Abstract: Purpose: Insulin receptor substrates (IRSs) are essential for insulin-induced mitogenic effects on several cell types but they also are involved in cell transformation.We investigated whether the differential constitutive expression and potential distinct downstream signaling events of IRS-1 and IRS-2 might be related to discrete tumourigenic phenotypes of three human uterine leiomyosarcoma cell lines, one of which was specifically isolated for the present study.
Relativistic Derivations of de Broglie and Planck-Einstein Equations  [PDF]
Fabrizio Logiurato
Journal of Modern Physics (JMP) , 2014, DOI: 10.4236/jmp.2014.51001
Abstract:

Special Relativity sets tight constraints on the form of the possible relations between the four-momentum of a particle and the wave four-vector. In fact, we demonstrate that there is just one way, according to Special Relativity, to relate the energy and the momentum of a corpuscle with the characteristics of a plane wave, frequency and wave vector, if the momentum has to flow in the same direction of the wave propagation: the laws must be of direct proportionality like de Broglie \"\" and Planck-Einstein \"\" equations.

Antinutritive Compounds in Twelve Camelina sativa Genotypes  [PDF]
Roberto Russo, Remo Reggiani
American Journal of Plant Sciences (AJPS) , 2012, DOI: 10.4236/ajps.2012.310170
Abstract: Camelina sativa is an oilseed crop becoming important in North America and Europe for biodiesel production. The use of Camelina flours in animal diet may be limited by antinutritive compounds. The content of glucosinolates, phytic acid, sinapine and condensed tannins was evaluated in twelve accessions of Camelina sativa. All compounds showed significant differences among genotypes. Only the concentration of glucosinolates in the flour deserves attention, while the content of phytic acid, sinapine and condensed tannins are to acceptable levels. Camelina showed the presence of three different glucosinolates (GSL1, GSL2 and GSL3) in the flour, with differences among genotypes regarding the relative abundance of each glucosinolate. The content of glucosinolates is inversely correlated with that of sinapine. The glucosinolate content in Camelina flour has to be reduced to increase the use of this flour in animal diet, but avoiding altering the sinapine content.
Problems of Connectivity between the Sylow Graph,the Prime Graph and the Non-Commuting Graph of a Group  [PDF]
Francesco G. Russo
Advances in Pure Mathematics (APM) , 2012, DOI: 10.4236/apm.2012.26058
Abstract: The Sylow graph of a finite group originates from recent investigations on certain classes of groups, defined in terms of normalizers of Sylow subgroups. The connectivity of this graph has been proved only last year with the use of the classification of finite simple groups (CFSG). A series of interesting questions arise naturally. First of all, it is not clear whether it is possible to avoid CFSG or not. On the other hand, what happens for infinite groups? Since the status of knowledge of the non-commuting graph and of the prime graph is satisfactory, is it possible to find relations between these two graphs and the Sylow graph? In the present note we make the point of the situation and formulate the above questions in appropriate way.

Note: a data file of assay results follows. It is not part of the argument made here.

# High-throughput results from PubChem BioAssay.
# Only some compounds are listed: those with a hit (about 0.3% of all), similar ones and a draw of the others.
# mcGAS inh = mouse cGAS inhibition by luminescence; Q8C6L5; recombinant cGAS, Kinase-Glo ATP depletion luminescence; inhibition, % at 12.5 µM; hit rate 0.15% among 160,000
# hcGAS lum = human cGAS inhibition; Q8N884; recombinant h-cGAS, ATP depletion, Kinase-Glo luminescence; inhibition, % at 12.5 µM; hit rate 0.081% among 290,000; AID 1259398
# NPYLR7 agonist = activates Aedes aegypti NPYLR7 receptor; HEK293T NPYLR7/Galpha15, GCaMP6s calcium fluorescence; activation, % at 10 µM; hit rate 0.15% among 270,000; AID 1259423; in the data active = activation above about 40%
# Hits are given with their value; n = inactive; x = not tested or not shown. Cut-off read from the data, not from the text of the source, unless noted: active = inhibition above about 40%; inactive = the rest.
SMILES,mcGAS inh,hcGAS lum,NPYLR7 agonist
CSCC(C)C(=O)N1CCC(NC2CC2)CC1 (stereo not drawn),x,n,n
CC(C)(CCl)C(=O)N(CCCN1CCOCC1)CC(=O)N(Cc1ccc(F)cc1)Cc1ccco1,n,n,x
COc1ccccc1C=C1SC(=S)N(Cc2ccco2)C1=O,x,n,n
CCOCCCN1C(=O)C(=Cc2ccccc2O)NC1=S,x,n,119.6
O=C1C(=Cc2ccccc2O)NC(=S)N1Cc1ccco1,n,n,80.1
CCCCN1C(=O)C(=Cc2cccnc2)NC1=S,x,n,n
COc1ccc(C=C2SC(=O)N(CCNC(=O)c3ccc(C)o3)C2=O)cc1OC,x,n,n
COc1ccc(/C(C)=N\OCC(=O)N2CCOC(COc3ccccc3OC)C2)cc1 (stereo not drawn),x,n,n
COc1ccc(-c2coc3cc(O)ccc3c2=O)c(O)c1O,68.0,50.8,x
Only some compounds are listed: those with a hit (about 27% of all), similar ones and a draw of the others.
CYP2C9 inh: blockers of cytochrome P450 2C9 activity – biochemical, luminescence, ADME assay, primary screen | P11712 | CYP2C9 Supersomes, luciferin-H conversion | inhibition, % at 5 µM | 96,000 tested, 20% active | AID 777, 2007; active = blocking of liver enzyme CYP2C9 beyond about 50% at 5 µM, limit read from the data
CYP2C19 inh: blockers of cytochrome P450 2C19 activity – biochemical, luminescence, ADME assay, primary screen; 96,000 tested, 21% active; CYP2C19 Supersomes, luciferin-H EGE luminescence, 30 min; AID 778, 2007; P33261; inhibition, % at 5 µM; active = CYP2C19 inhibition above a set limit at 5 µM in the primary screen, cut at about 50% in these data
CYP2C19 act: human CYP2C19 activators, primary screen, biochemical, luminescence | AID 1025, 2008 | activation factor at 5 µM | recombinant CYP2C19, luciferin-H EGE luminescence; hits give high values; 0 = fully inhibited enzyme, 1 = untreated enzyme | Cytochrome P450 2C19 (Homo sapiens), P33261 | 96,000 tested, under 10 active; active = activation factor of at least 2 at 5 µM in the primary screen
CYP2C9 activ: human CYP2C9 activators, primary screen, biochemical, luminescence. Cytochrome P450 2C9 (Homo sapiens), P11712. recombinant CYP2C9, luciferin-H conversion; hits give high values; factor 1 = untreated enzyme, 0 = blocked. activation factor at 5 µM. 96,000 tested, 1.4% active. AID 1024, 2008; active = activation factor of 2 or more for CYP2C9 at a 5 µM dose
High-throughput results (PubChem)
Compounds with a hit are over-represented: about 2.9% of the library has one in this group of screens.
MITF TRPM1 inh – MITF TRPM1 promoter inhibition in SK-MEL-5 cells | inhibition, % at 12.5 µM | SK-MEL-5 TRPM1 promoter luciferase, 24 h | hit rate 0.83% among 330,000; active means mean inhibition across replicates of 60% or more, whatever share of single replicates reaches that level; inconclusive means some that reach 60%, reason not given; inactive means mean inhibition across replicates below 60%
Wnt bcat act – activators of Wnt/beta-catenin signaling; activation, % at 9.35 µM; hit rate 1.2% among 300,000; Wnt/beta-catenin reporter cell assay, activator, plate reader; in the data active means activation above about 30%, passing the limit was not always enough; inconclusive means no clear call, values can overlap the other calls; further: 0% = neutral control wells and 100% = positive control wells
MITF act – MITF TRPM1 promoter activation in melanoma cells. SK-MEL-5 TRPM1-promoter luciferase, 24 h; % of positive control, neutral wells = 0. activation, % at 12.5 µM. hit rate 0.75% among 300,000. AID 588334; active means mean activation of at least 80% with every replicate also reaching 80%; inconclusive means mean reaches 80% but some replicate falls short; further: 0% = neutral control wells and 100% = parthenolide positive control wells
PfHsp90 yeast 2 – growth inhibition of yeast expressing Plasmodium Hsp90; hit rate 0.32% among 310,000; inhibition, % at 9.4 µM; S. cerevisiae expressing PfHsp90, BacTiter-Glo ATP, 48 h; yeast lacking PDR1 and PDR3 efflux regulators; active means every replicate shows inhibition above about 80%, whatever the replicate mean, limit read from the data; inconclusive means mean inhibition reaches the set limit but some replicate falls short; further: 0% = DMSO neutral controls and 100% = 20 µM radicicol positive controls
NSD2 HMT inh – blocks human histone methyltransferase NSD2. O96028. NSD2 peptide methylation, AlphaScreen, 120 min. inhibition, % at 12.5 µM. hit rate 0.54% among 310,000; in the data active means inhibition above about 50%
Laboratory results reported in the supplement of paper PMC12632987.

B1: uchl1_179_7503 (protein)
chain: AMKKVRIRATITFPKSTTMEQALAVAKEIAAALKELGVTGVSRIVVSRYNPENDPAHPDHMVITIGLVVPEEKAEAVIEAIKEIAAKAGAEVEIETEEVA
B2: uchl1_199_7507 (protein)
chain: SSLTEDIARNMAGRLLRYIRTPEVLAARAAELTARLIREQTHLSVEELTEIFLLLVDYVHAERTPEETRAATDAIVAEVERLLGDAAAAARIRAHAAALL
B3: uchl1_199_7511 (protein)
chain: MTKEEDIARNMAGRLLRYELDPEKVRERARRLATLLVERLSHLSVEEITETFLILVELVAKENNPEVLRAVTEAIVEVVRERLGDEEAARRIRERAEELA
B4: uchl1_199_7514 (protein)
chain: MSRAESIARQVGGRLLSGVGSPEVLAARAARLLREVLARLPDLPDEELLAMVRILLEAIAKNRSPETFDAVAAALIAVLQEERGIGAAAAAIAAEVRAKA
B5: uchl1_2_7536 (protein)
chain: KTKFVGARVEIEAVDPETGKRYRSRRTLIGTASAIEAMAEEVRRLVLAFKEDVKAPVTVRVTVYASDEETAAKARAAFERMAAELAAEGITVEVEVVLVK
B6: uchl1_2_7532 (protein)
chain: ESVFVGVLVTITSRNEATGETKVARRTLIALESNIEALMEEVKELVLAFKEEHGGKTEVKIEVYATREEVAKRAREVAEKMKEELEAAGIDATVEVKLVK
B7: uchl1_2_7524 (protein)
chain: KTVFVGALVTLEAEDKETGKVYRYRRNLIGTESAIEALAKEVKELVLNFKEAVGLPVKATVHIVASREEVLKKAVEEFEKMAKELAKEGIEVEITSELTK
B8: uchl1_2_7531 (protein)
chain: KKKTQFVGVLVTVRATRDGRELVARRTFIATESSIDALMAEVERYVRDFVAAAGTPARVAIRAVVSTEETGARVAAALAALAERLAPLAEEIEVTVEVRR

Variation in the Content of Cyanogenic Glycosides in Flaxseed Meal from Twenty-One Varieties  [PDF]
Roberto Russo, Remo Reggiani
Food and Nutrition Sciences (FNS) , 2014, DOI: 10.4236/fns.2014.515159
Abstract:

Flaxseed meal from twenty-one varieties has been evaluated for content of cyanogenic glycosides (linamarin, linustatin and neolinustatin). Varieties belonging to three different groups of productive attitude (oil, fiber and intermediate) were considered. The total content of cyanogenic glycosides ranged from 0.74 to 1.60 g?Kg?1 CN?. As expected, linamarin was a minority component accounting for only 2% - 14% of total glycosides. Linustatin resulted statistically lower in the intermediate group than that in the other groups and, in particular, it was the lowest in the Festival variety. Neolinustatin resulted lower in the fiber group although the variety Ventimiglia (belonging to oil group) showed a negligible level of this compound. Neolinustatin was positively correlated to total cyanogenic glycosides (r = 0.709) and inversely correlated to linustatin (r = ?0.326). The variability observed in the content of the various forms of glycosides could be exploited in breeding programs to reduce the content of these toxic compounds in flaxseed meal.

Evaluation of Protein Concentration, Amino Acid Profile and Antinutritional Compounds in Hempseed Meal from Dioecious and Monoecious Varieties  [PDF]
Roberto Russo, Remo Reggiani
American Journal of Plant Sciences (AJPS) , 2015, DOI: 10.4236/ajps.2015.61003
Abstract: Hempseed meal from three dioecious and three monoecious varieties has been evaluated for content and quality of the protein and for the concentration of antinutritional compounds. Hemp seeds were obtained from plants grown in two experimental fields for two consecutive years (2011-2012). For all the varieties, hempseed meal resulted in a rich source of protein (34% mean content) with an amino acid profile extremely rich in arginine and slightly poor in lysine. Differences between dioecious and monoecious varieties were observed in the content of antinutritional compounds. They were more concentrated in monoecious varieties in comparison with those dioecious. The concentration of phytic acid in hempseed meal deserves attention in both groups, being 63 and 75.4 g·kg-1 of dry matter in dioecious and monocieous varieties, respectively. The results show that, besides the recognized value of hemp oil, also the hempseed cake could find application in animal feed as a substitute of other cakes (soybean, rapeseed). From this point of view, the dioecious varieties showing lower contents of antinutritional compounds with respect to the monoecious varieties would be preferred.